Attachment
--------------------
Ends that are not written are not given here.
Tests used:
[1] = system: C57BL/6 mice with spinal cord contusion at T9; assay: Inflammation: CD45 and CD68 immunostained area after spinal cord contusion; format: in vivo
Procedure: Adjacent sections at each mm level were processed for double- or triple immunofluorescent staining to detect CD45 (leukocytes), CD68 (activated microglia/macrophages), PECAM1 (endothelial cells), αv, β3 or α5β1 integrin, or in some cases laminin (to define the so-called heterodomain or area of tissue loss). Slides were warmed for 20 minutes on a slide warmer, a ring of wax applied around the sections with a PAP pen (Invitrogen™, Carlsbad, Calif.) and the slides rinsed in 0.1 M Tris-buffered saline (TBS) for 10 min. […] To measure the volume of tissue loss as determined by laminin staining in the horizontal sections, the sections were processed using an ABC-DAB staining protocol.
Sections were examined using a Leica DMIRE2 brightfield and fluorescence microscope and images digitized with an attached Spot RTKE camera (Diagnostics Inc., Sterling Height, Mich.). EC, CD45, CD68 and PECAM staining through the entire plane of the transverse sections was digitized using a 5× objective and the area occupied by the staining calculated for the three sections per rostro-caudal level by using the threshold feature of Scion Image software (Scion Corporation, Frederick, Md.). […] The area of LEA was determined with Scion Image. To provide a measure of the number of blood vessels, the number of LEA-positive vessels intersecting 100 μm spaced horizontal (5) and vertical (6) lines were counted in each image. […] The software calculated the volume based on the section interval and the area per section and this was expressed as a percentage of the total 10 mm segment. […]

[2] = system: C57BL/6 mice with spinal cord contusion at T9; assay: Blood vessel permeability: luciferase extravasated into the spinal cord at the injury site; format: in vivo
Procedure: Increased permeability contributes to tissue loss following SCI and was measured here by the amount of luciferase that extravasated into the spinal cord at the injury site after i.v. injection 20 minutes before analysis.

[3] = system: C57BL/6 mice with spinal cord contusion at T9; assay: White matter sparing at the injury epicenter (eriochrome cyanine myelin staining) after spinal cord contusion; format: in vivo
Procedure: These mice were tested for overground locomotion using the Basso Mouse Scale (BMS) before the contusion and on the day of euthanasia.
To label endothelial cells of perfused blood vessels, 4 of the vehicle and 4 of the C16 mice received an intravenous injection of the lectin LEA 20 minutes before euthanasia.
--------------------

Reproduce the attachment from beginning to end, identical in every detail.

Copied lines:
Ends that are not written are not given here.
Tests used:
[1] = system: C57BL/6 mice with spinal cord contusion at T9; assay: Inflammation: CD45 and CD68 immunostained area after spinal cord contusion; format: in vivo
Procedure: Adjacent sections at each mm level were processed for double- or triple immunofluorescent staining to detect CD45 (leukocytes), CD68 (activated microglia/macrophages), PECAM1 (endothelial cells), αv, β3 or α5β1 integrin, or in some cases laminin (to define the so-called heterodomain or area of tissue loss). Slides were warmed for 20 minutes on a slide warmer, a ring of wax applied around the sections with a PAP pen (Invitrogen™, Carlsbad, Calif.) and the slides rinsed in 0.1 M Tris-buffered saline (TBS) for 10 min. […] To measure the volume of tissue loss as determined by laminin staining in the horizontal sections, the sections were processed using an ABC-DAB staining protocol.
Sections were examined using a Leica DMIRE2 brightfield and fluorescence microscope and images digitized with an attached Spot RTKE camera (Diagnostics Inc., Sterling Height, Mich.). EC, CD45, CD68 and PECAM staining through the entire plane of the transverse sections was digitized using a 5× objective and the area occupied by the staining calculated for the three sections per rostro-caudal level by using the threshold feature of Scion Image software (Scion Corporation, Frederick, Md.). […] The area of LEA was determined with Scion Image. To provide a measure of the number of blood vessels, the number of LEA-positive vessels intersecting 100 μm spaced horizontal (5) and vertical (6) lines were counted in each image. […] The software calculated the volume based on the section interval and the area per section and this was expressed as a percentage of the total 10 mm segment. […]

[2] = system: C57BL/6 mice with spinal cord contusion at T9; assay: Blood vessel permeability: luciferase extravasated into the spinal cord at the injury site; format: in vivo
Procedure: Increased permeability contributes to tissue loss following SCI and was measured here by the amount of luciferase that extravasated into the spinal cord at the injury site after i.v. injection 20 minutes before analysis.

[3] = system: C57BL/6 mice with spinal cord contusion at T9; assay: White matter sparing at the injury epicenter (eriochrome cyanine myelin staining) after spinal cord contusion; format: in vivo
Procedure: These mice were tested for overground locomotion using the Basso Mouse Scale (BMS) before the contusion and on the day of euthanasia.
To label endothelial cells of perfused blood vessels, 4 of the vehicle and 4 of the C16 mice received an intravenous injection of the lectin LEA 20 minutes before euthanasia.